Belgium, after centuries of intermittent misery and recuperation as the cockpit of Europe, had with a hundred years of the peaceful fruition of the intelligence, courage, thrift, and industry of its people, emerged as the beehive of the Continent. Its population of 8,000,000 upon an area of little less than Maryland was supported by the importation of raw materials, and by their manufacture and their exchange over-seas for two-thirds of the vital necessities of its daily life.
When in the summer of 1914 the people were again drawn into the European maelstrom, 600,000 of them became fugitives abroad, and the remainder were reduced to the state of a city which, captured by a hostile army, is in turn besieged from without. Thus, its boundaries were a wall of bayonets and a blockading fleet.
Under modern economic conditions, no importing nation carries more than a few weeks’ reserve stock of food, depending as it does upon the daily arrivals of commerce; and the cessation of this inflow, together with the destruction and requisition of their meager stocks, threatened the Belgians with an even greater catastrophe—the loss of their very life.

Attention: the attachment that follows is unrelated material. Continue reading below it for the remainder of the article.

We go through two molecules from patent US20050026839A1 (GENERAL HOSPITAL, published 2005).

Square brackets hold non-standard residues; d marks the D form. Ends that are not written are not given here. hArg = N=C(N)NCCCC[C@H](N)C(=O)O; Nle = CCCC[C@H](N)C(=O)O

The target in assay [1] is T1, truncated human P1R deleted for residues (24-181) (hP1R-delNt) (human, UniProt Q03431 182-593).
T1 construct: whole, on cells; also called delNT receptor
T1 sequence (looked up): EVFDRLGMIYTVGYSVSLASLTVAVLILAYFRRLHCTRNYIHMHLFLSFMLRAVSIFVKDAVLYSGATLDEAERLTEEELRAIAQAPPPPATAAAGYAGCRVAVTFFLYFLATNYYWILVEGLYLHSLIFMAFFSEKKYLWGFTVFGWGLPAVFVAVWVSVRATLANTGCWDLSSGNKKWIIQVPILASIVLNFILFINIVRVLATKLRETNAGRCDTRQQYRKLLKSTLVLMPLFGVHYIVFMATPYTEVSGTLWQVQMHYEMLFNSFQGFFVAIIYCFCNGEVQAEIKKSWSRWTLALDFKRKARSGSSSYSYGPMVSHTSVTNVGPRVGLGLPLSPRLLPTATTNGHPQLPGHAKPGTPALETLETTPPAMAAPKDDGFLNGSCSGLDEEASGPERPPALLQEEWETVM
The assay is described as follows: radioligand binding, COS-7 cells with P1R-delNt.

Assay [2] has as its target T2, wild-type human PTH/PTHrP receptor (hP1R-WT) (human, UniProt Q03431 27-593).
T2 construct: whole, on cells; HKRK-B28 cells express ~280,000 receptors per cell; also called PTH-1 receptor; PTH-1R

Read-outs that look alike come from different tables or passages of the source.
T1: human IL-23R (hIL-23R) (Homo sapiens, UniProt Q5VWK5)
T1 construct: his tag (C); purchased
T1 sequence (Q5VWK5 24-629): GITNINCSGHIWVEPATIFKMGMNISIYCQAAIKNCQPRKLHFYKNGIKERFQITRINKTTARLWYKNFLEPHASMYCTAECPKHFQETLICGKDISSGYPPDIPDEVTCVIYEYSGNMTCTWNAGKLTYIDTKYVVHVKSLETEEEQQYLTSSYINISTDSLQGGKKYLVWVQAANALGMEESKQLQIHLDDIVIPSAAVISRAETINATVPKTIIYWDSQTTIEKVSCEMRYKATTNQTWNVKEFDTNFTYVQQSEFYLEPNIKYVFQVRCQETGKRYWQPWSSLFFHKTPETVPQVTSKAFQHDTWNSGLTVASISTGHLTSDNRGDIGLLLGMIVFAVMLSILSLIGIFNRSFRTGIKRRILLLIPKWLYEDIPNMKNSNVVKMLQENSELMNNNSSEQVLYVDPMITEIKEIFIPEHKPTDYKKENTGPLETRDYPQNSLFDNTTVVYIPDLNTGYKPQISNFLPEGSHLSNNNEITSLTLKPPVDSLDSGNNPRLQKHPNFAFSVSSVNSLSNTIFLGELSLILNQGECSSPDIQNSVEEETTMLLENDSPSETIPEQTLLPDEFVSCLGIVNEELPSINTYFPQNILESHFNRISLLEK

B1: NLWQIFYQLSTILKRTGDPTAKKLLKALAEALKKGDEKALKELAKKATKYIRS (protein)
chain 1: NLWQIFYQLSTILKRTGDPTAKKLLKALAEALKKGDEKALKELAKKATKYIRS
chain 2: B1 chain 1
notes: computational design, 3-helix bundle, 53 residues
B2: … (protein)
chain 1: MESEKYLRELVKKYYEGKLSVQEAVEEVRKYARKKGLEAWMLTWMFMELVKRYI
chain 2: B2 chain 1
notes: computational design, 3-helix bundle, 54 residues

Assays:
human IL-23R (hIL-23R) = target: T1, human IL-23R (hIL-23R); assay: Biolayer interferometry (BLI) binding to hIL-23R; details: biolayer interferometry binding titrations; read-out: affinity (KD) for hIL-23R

With the stoppage of the industrial clock, their workpeople were idle, and destitution marched day and night into their slender savings, until to-day three and a half million people must be helped in charity.
The Belgians are a self-reliant people who had sought no favors of the world, and their first instinct and continuing endeavor has been to help themselves. Not only were all those who had resources insistent that they should either pay now or in the future for their food, but far beyond this, they have insisted upon caring for their own destitute to the fullest extent of those remaining resources—the charity of the poor toward the poor. They have themselves set up no cry for benevolence, but the American Relief Commission has insisted upon pleading to the world to help in a burden so far beyond their ability.
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